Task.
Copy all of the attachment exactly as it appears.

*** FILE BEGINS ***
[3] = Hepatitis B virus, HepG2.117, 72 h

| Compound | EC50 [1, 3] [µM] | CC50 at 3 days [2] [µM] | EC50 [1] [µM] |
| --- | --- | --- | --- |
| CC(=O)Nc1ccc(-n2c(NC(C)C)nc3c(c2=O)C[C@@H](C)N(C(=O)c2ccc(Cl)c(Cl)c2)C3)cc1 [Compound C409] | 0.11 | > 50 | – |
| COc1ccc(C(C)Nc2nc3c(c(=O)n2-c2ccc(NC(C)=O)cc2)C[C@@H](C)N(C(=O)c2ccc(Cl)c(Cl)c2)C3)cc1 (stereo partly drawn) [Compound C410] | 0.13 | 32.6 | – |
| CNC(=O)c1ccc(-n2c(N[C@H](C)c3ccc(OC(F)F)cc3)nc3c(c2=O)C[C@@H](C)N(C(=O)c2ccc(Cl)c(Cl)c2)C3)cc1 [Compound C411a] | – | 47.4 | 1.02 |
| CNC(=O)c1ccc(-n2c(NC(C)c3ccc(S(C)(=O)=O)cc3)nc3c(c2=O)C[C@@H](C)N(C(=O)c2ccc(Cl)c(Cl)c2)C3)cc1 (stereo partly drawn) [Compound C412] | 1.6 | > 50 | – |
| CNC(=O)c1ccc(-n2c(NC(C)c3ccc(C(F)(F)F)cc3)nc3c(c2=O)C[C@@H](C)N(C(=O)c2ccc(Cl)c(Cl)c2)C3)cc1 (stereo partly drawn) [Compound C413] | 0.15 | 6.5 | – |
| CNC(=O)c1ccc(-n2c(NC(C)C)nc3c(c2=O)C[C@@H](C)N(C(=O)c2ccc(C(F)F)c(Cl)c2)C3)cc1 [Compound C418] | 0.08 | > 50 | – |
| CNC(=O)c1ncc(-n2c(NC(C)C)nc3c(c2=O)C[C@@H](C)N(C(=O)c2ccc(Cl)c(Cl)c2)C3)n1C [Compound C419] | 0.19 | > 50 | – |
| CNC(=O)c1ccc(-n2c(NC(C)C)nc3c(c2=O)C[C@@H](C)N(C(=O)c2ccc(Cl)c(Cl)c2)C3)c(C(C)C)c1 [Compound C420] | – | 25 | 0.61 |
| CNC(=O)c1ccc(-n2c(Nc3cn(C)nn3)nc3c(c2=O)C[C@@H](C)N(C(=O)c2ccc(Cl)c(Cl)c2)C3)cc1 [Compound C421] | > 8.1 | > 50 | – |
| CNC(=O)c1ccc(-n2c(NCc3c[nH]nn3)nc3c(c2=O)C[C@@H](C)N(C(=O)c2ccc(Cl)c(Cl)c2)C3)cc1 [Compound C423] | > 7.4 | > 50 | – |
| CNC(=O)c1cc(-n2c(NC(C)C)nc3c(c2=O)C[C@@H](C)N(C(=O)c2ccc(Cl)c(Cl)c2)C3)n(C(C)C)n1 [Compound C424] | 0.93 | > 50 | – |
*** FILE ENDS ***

[3] = Hepatitis B virus, HepG2.117, 72 h

| Compound | EC50 [1, 3] [µM] | CC50 at 3 days [2] [µM] | EC50 [1] [µM] |
| --- | --- | --- | --- |
| CC(=O)Nc1ccc(-n2c(NC(C)C)nc3c(c2=O)C[C@@H](C)N(C(=O)c2ccc(Cl)c(Cl)c2)C3)cc1 [Compound C409] | 0.11 | > 50 | – |
| COc1ccc(C(C)Nc2nc3c(c(=O)n2-c2ccc(NC(C)=O)cc2)C[C@@H](C)N(C(=O)c2ccc(Cl)c(Cl)c2)C3)cc1 (stereo partly drawn) [Compound C410] | 0.13 | 32.6 | – |
| CNC(=O)c1ccc(-n2c(N[C@H](C)c3ccc(OC(F)F)cc3)nc3c(c2=O)C[C@@H](C)N(C(=O)c2ccc(Cl)c(Cl)c2)C3)cc1 [Compound C411a] | – | 47.4 | 1.02 |
| CNC(=O)c1ccc(-n2c(NC(C)c3ccc(S(C)(=O)=O)cc3)nc3c(c2=O)C[C@@H](C)N(C(=O)c2ccc(Cl)c(Cl)c2)C3)cc1 (stereo partly drawn) [Compound C412] | 1.6 | > 50 | – |
| CNC(=O)c1ccc(-n2c(NC(C)c3ccc(C(F)(F)F)cc3)nc3c(c2=O)C[C@@H](C)N(C(=O)c2ccc(Cl)c(Cl)c2)C3)cc1 (stereo partly drawn) [Compound C413] | 0.15 | 6.5 | – |
| CNC(=O)c1ccc(-n2c(NC(C)C)nc3c(c2=O)C[C@@H](C)N(C(=O)c2ccc(C(F)F)c(Cl)c2)C3)cc1 [Compound C418] | 0.08 | > 50 | – |
| CNC(=O)c1ncc(-n2c(NC(C)C)nc3c(c2=O)C[C@@H](C)N(C(=O)c2ccc(Cl)c(Cl)c2)C3)n1C [Compound C419] | 0.19 | > 50 | – |
| CNC(=O)c1ccc(-n2c(NC(C)C)nc3c(c2=O)C[C@@H](C)N(C(=O)c2ccc(Cl)c(Cl)c2)C3)c(C(C)C)c1 [Compound C420] | – | 25 | 0.61 |
| CNC(=O)c1ccc(-n2c(Nc3cn(C)nn3)nc3c(c2=O)C[C@@H](C)N(C(=O)c2ccc(Cl)c(Cl)c2)C3)cc1 [Compound C421] | > 8.1 | > 50 | – |
| CNC(=O)c1ccc(-n2c(NCc3c[nH]nn3)nc3c(c2=O)C[C@@H](C)N(C(=O)c2ccc(Cl)c(Cl)c2)C3)cc1 [Compound C423] | > 7.4 | > 50 | – |
| CNC(=O)c1cc(-n2c(NC(C)C)nc3c(c2=O)C[C@@H](C)N(C(=O)c2ccc(Cl)c(Cl)c2)C3)n(C(C)C)n1 [Compound C424] | 0.93 | > 50 | – |